I rode several kms of singletrack along the river; colorful, human seals nosed and batted beach balls around the river.

Thanks Kanfest: I scored free Canmore-made beers last night, and a full breakfast this morning complete with fruit, coffee, and a couple of pancake and sausage “sandwiches” to go. Bike touring trick #327: meet nice people, go to a festival, and help yourself to a beer and a pancake sandwich.

Those are, as it seems, kayakers entering the river from a mossy 15 ft drop.










Calgary gives; gearing up, again


I have ridden a bit over 3000 miles since Maryland; maybe more, but my method of calculation is a bit vague and misunderstood (by me). The last push to Calgary included an evening scramble for a campsite and an early morning start to get to town before noon. From the outside looking in, Calgary is sprawling uncontrollably, reflecting a booming oil industry despite general recession. From the inside, the city feels properly dense, and centralized; people seem happy and healthy, although my bias includes spending the day outdoors of the Bow Valley cycle path, swimming in the milky-green glacial Bow River, and some shopping at MEC (Mountain Equipment Co-op, think REI). With sunny summer weather, bronzed bodies, and plentiful cottonwoods, this could Denver. Early August seems a nice time to visit Calgary. A very livable city with exceptional cycle facilities in town, and a real river. Floating the river seems a popular pastime.

Coming into town I happened upon a farm of Saskatoonberries; much
like a serviceberry, I asked for permission to load a handful into my oats and cottage cheese. Once I beat my way through the outer layer of construction, housing, and industry, an inner zone of urban bliss unfolded, beginning with a generous farmer’s market boasting BC’s plenty. Everything looked amazing, and everything was from BC. I spent twenty dollars and loaded food I didn’t know how to prepare into a bag already full with gear. I thank Carradice for the development of the Longflap models. And I ate.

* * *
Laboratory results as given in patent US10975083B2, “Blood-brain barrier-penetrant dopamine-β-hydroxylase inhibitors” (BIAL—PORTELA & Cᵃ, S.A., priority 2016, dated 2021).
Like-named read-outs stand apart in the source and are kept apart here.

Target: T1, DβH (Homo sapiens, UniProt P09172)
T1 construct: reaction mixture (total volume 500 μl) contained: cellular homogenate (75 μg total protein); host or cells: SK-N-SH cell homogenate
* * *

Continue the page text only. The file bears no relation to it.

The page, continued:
MEC is well stocked and should have made life simple. Rather, I shopped for hours, mostly exercising my ability not to purchase. I tested well and only bought essential items such as a chain, lube, and some dry bags. I tried on some slick outdoorsy duds that are supposed to be for climbers, but opted for tattered used goods that are molded to the shape and stench of my body (like a Brooks, of course). A few weeks away from these temptations makes you think you’ve earned it. I didn’t, and it doesn’t work that way. Mostly, I don’t have room for more stuff, and that’s a blessing.

Warmshowers granted a roof and a meal; it keeps on giving. My host works nearby at Canada’s largest bike shop– Bow Cycle– and was able to hook-up some employee pricing on a basic cyclocomputer, some bottle cages, sunglasses, and a very sub-par lock– exactly the kind I like.

Finally, the hardware store netted some teflon tape to repair my stove’s seal; the cheapest liter of stove fuel I have seen in North America ($3.80), and some hose clamps to mount bottle cages to my fork blades. I went there. I have decided that I will most likely not carry a water pump or dedicated purification system, but by adding a few ounces to the bike I have nearly doubled my capacity. I may cook with untreated water and will carry a back-up chemical treatment such as iodine, bleach, or some commercial product. None of this is absolutely final. Free popcorn fueled my parking lot repairs.

So, I spent a bunch of money; have too
much– thankfully– good food; and nothing feels different. It shouldn’t, but what did I benefit from the offerings of the big city? Not much. The city, more likely, benefit from me.

The score: I spent $120+/-, added two liters water capacity, improved my stove and refueled; acquired new chain and lube, lots of fruits and vegetables, and a few other items which I can’t recall and can’t be that important. Finally, with no more to “do” in town and nowhere to stay, I reluctantly leave late in the afternoon toward Banff.